On June 1, 2016, Gmail updated its DMARC policy to prohibit third party email senders from using an @gmail.com address. All such messages sent from a Gmail address outside the Gmail infrastructure (via an email marketing platform) will be rejected by recipients’ inboxes and will not be delivered.
Due to this policy, it will no longer be possible to use a Gmail address to send a marketing campaign or transactional email using any email marketing platform. There are two solutions available for SendinBlue users currently using a Gmail address sender:
Option 1 (Recommended): Update your sender to an email address on your business domain. For example, email@example.com. If you do not have a domain name setup with an email address, you can purchase a domain with email capabilities from most domain providers, such as 1&1 or GoDaddy. Then, you can configure your domain and add new sender(s) in SendinBlue.
Option 2 (Not Recommended): Use a "free" email address that is not provided by Gmail, Yahoo or AOL as your sender. For example, you may still use a Hotmail or Orange address as your sender. However, these ISPs may soon institute a similar policy as Gmail, Yahoo and AOL, which is why we strongly recommend the first solution.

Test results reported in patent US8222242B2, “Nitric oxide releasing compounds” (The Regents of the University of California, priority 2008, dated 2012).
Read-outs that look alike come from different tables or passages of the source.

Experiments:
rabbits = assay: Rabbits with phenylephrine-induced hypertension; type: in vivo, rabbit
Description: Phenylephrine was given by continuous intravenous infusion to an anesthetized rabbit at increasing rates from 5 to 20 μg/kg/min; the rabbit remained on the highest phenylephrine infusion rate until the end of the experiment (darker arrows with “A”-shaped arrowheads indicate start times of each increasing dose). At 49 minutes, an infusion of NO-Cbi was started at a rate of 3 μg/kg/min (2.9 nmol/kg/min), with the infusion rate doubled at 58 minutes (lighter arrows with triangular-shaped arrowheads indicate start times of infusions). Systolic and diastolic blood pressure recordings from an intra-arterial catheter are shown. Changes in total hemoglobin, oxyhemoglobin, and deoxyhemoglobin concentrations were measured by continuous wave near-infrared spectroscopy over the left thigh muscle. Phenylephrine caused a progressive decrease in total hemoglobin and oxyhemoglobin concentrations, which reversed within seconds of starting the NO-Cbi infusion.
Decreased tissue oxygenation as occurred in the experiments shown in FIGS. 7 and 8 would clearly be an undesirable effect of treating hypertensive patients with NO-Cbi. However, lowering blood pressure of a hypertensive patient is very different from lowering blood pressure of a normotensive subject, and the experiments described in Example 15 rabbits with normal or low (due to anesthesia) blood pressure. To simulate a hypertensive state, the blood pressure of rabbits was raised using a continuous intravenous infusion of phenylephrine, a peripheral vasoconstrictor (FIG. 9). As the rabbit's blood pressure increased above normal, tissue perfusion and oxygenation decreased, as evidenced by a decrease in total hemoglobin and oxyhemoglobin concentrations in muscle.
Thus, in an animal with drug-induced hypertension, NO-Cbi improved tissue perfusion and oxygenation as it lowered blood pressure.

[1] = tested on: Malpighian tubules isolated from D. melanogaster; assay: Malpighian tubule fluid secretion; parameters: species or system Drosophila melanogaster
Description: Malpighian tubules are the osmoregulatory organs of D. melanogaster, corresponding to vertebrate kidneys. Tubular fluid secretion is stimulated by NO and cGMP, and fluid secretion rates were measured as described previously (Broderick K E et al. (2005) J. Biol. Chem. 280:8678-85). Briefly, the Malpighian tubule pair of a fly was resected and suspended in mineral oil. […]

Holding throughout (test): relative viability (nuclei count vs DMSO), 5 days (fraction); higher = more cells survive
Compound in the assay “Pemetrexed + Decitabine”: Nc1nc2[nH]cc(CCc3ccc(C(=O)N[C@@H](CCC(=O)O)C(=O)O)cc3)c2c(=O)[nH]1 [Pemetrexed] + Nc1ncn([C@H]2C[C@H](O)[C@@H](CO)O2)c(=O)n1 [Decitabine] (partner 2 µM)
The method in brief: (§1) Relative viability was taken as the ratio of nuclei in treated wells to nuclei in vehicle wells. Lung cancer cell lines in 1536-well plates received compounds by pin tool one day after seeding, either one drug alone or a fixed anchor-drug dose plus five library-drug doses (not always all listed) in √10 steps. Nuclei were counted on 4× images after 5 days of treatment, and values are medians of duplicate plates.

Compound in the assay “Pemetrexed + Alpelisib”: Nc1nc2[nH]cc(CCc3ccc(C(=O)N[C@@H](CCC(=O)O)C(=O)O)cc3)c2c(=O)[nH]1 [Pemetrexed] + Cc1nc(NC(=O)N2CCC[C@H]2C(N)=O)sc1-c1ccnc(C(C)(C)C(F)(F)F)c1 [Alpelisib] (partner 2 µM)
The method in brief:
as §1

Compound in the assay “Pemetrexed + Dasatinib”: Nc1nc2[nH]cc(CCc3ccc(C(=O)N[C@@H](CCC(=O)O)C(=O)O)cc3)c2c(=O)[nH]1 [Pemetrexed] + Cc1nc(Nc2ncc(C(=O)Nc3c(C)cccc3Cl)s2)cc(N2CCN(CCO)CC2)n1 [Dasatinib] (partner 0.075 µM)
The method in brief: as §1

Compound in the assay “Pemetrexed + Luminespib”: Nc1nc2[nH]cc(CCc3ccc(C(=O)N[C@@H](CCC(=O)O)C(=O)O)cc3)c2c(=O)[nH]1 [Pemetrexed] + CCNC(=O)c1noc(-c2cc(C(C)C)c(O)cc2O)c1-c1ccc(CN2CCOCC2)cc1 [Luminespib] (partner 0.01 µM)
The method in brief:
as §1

Important Note: If your SendinBlue plan sends email from our shared IP addresses and you continue using a Gmail sender address, we will modify your sender so that your messages are deliverable. Your sender email address will be changed as follows: firstname.lastname@example.org will become email@example.com. If your SendinBlue account sends via a dedicated IP address, we will not alter your sender address. Your emails will continue sending from your Gmail sender, and these messages will be rejected / not delivered by many ISPs and inbox providers.
More Information: Gmail has changed its DMARC policy to ‘p=reject’, effective June 1, 2016. For an email sent via a Gmail address (firstname.lastname@example.org) to be accepted by the ISPs that adhere to the DMARC policy (Gmail, Yahoo and AOL), it must have a "Domain Keys Identified Mail" (DKIM) signature linked to Gmail or a Sender Policy Framework (SPF) linked to Gmail. Otherwise, the email will be rejected and will generate a soft bounce.
This action has been taken by Gmail to effectively combat spam and phishing. Yahoo and AOL adopted similar policies in 2014, and Gmail’s actions could be followed by a number of other ISPs. For this reason, strongly recommend using your own domain in your sender to ensure optimal deliverability for your organization.